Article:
Tag Archives: case studies

BestBuy CSR Wisdom = Social Media

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I am so glad I was made aware of this video today!

What BestBuy has achieved is what majority of brands are struggling to understand and probably not brave enough to embrace. It’s what I call openness:

  • give a chance to everyone in your company to speak up,
  • make everyone within your company a stakeholder,
  • everyone should be involved,
  • let your employees feel they have a high level of impact into your business development

I have posted a link to the video below this paragraph for all of you to go and watch. It’s 30 minutes long, but if you have a bit of time it’s an incredible insight into how brands should adapt their business models to open up to their employees, with the ultimate objective to retain them for as long as possible, make the business a better place for  your customers to come back to, and last but not least, for your own company to constantly develop thanks to the people who make it such a good place…. It’s not rocket science, BUT STILL, I have no idea why only merely few companies have got it right so far!

Best Buy CEO Brad Anderson in conversation with Peter Hirshberg at Google Zeitgeist from peter hirshberg on Vimeo.

I am not anywhere close to being a business consultant, however I humbly reckon it’s part of an overall ‘Corporate Social Responsability’ vision which has a strong potential to let your business stand out from the others.

The only reason why I am giving the spotlight to BestBuy is because what they are doing is exactly what brands should also be doing with their customers!

BestBuy has launched an internal social network for their over 3000 employees across the US by the name of BlueShirtNation, an internal WIKI, a TradeTrending tool and a Product Development Forum. Within these spaces, employees are constantly coming up with new ideas, talking directly to the managers, getting funded by the company to take interesting concepts one step further, connect with each other from different stores etc… allowing a fully personal experience where they can feel meaningful to the company

That is exactly what customers want!

  • They want to feel listened
  • They want to get involved
  • They want to be meaningful to the eyes of your brand

I would be extremely surprised if BestBuy doesnt open such tools to their customers. People could add even more ideas to what BestBuy employees have, it could actually generate even more conversations between employees and consumers to drive better service and more product development.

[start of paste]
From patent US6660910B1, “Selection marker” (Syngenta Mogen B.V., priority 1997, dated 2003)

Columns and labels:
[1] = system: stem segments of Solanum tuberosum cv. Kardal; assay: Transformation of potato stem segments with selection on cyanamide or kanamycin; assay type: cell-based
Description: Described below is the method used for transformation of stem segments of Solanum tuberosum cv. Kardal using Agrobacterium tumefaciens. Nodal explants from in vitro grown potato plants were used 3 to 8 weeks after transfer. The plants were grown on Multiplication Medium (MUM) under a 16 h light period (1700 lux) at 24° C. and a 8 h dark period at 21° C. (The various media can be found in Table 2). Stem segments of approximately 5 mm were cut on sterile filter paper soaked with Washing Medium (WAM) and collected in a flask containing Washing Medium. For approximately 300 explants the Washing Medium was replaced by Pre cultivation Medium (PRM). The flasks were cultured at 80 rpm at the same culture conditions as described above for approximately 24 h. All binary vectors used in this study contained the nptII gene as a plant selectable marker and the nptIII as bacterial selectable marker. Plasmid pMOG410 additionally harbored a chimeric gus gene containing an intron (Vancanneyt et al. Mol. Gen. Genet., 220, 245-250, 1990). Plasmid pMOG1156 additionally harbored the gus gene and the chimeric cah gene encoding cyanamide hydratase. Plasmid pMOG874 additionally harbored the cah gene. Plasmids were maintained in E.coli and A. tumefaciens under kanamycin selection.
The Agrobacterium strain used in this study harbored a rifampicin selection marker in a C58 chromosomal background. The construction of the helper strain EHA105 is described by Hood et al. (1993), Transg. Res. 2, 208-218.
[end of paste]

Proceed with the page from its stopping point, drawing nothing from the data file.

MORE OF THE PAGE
Also, at the moment they are talking about a mobile device which would allow customers to review their products right there at the moment of consideration/purchase. A custom software would allow reading a product barcode and let you retrieve all the reviews from the BestBuy online community website straight onto your mobile screen.

The ultimate point is : how would your customer feel through such an awesome shopping experience?

I could only say – satisfied? clear about his choice? glad about listening to what other people like him have to say about the product? More willing to buy?

As a brand, if you start engaging with your existing and potential users online, through building and maintaining open and meaningful conversations you might get the same results! Am I right?

Answers on a postcard please!?



The slideshare below explains in more details their strategy


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Fiat 500 – Case Study

Brand: FIAT
Campaign: Fiat 500 re-launch
Markets: Italy and UK focus (Europe)
Dates: July 2007 – January 2008

Fiat 500 is one of the most iconic cars in the world whose last production series was during 1975. In 2007, on the steps of the new BMW Mini and the VW New Beetle, FIAT decided to re-introduce the small city-car into the market. Because the 500 belongs to the Italian cultural heritage, the car deserved and needed a bold and memorable come back – not only in the Italian automotive industry but on a global level

How does Fiat re-introduce an iconic city-car into the market, in a really innovative way, into a highly competitive market category (Mini, NewBeetle, Smart…)

The product is mainly targeted to young-at-heart professionals and city-car drivers with a spirit of fun and adventure. Taking into consideration that this audience is very active online, the brand wanted to create something where both online and offline media techniques would play an important role together, involving the target audience right from the start.